Those who like to talk about Wunderwaffe and Amerika Bomber all but ignore the Kaiserreich secret projects. The…

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Added by lord_k on March 8, 2012 at 11:00am — 3 Comments

Knights of the Air: Luft'18

I always wondered why the word Wunderwaffe is applied only to the late-WWII German projects.

In the history of WWI there is a whole lot of weird and scary "wonderweapons". And if you think that the DFW giant bomber was the only one with Mercedes inside,…

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Added by lord_k on March 1, 2012 at 1:00pm — 1 Comment

Knights of the Air: The Winner

The guy at the controls was a businessman, a writer and a socialite. First and foremost, he was an aviator.

 But a WWI ace he wasn't - although his contribution to war effort cannot be overlooked.

"Owned one of the first petrol-driven cars in England; toured South Africa;…

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Added by lord_k on February 23, 2012 at 7:30am — No Comments

Knights of the Air: Mercedes Inside!

Among all WWI bomber designs, German DFW biplanes earn a special mention, thanks to their unusual powertrain.

The first was the R.I (don't forget that "R" index is for Riesenflugzeug, i.e. giant airplane). Developed as a private venture by DFW, it was a…

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Added by lord_k on February 16, 2012 at 7:00am — 1 Comment

Knights of the Air: The Unlucky Schmitt

In wartime, even of the most brilliant technical innovation can lead to a failure.

This is exactly what happened to a talented French engineer, his story told by Gary Warne (Warnepieces blog):

Variable Incidence, the mechanical…

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Added by lord_k on February 9, 2012 at 7:30am — 4 Comments

Knights of the Air: Something Different

Meet Oberleutnant Max (Maximilian Karl) Hesse.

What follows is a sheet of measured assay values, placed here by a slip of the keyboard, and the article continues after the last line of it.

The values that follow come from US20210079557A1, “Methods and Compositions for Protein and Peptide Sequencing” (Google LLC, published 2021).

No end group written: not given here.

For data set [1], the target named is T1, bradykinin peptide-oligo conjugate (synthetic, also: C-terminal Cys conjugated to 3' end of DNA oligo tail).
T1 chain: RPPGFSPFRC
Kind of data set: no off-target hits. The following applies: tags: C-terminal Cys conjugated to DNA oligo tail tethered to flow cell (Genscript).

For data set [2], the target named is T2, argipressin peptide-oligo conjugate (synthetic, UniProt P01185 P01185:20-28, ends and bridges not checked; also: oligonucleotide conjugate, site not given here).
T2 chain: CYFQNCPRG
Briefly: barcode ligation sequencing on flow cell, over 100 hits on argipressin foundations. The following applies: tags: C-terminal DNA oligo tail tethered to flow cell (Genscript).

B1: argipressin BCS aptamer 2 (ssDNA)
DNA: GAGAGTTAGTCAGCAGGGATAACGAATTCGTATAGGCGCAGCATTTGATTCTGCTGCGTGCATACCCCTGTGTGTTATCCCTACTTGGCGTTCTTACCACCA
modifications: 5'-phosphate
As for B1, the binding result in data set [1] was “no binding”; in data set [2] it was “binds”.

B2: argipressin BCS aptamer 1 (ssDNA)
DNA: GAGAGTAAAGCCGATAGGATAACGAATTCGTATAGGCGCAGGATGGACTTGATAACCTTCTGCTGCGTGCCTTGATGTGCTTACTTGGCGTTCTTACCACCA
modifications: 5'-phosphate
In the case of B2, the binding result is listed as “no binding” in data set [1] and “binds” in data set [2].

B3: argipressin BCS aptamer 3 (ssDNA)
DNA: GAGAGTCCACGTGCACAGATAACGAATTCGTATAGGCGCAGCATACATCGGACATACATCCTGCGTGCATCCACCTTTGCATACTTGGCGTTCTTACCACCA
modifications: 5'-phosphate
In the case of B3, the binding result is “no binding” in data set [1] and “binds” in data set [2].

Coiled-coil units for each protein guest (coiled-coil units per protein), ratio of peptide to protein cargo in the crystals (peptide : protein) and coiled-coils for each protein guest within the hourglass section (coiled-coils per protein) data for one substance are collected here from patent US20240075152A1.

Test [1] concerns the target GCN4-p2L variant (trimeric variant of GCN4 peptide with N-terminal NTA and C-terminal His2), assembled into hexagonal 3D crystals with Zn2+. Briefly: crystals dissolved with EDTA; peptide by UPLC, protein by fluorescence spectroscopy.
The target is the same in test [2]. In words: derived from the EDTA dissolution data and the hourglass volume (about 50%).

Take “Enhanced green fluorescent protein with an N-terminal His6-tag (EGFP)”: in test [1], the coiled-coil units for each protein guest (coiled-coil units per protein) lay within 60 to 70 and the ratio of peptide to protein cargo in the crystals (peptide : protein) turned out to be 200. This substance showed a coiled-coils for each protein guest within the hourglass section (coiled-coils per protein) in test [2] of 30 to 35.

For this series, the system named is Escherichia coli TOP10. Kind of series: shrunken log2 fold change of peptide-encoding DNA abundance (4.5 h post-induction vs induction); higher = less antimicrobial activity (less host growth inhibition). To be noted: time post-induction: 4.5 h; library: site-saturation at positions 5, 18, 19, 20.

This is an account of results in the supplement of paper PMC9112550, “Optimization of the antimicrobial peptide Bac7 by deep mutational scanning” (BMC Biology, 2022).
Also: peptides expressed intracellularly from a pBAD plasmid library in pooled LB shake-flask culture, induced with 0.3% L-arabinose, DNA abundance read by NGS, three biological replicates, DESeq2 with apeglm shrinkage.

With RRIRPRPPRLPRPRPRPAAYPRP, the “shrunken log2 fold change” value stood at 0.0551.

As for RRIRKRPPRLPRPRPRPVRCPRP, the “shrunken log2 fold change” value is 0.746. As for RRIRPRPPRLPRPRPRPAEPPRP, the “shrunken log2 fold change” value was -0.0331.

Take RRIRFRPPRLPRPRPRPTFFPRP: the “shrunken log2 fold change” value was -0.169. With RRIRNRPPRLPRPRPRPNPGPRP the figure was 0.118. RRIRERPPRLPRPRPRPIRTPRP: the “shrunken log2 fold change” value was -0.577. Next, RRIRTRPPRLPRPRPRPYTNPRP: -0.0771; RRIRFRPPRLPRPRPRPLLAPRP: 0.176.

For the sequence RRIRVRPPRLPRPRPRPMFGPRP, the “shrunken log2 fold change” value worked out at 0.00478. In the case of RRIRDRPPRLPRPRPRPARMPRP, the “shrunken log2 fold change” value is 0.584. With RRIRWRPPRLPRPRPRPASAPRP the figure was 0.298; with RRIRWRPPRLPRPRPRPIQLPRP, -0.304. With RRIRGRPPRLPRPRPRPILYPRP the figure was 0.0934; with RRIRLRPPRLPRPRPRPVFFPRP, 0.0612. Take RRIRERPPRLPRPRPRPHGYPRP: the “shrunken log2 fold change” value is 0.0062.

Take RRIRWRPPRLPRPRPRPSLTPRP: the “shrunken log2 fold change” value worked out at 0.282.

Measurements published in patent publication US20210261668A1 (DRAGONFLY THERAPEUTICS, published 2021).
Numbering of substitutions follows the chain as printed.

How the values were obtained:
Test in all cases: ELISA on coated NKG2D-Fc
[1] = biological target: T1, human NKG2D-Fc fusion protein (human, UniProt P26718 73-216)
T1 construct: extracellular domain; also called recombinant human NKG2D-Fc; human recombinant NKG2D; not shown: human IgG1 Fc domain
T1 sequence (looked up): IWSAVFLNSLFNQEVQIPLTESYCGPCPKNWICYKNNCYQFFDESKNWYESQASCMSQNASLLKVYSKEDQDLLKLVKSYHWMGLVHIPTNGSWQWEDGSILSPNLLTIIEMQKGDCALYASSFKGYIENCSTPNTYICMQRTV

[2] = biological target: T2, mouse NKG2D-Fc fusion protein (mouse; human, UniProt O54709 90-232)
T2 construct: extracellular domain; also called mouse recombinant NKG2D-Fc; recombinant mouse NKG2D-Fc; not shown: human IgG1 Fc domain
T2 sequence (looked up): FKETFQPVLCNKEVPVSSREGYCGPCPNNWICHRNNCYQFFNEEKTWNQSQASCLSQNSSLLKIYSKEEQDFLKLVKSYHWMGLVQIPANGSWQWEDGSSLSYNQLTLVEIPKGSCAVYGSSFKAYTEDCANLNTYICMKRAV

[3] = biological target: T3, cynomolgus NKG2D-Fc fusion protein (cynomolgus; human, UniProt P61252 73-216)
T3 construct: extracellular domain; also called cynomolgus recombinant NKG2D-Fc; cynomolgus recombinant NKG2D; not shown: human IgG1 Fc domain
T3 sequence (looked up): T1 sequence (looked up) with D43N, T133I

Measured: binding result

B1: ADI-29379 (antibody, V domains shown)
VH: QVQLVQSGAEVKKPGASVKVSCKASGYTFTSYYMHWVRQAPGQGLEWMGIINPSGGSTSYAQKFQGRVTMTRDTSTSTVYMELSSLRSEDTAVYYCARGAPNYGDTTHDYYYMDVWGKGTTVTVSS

Here he is, holding a dog, with Leutnant Rudolf Stanger. Hesse was not an ace but he had an illustrious war career, crash-landing in the enemy territory in 1914 and being the pilot of the first plane in history which corrected artillery fire through wireless messages (Jan. 12, 1915). Promoted to Hauptmann, he was…

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Added by lord_k on February 2, 2012 at 1:30pm — 2 Comments

Hazardous duty aboard the Airborne Sausages

Welcome to Knights of the Air, a weekly series on Dieselpunks spotlighting the aces and pioneering aerial technology of World War I.

Airborne Sausage PICTURED ABOVE: German ground troops watch as a balloon begins its ascent on the Western…

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Added by Tome Wilson on January 19, 2012 at 12:00pm — 7 Comments

Knights of the Air - This guy took on a Zeppelin with a kitchen knife

Welcome to Knights of the Air, a weekly series on Dieselpunks spotlighting the aces and pioneering aerial technology of World War I.

The most flamboyant and tireless of the Allied aces was a 20 year old French sublieutenant named Jean Navarre.  He spent as many as 9 - 10 hours a day in the air over Verdun, coming down only to refuel his plane, reload his guns, and revive with a snack & some wine.  He flew his Nieuports with a combination…

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Added by Tome Wilson on January 5, 2012 at 12:00pm — 2 Comments

Knights of the Air - Eyewitness art by a bombardier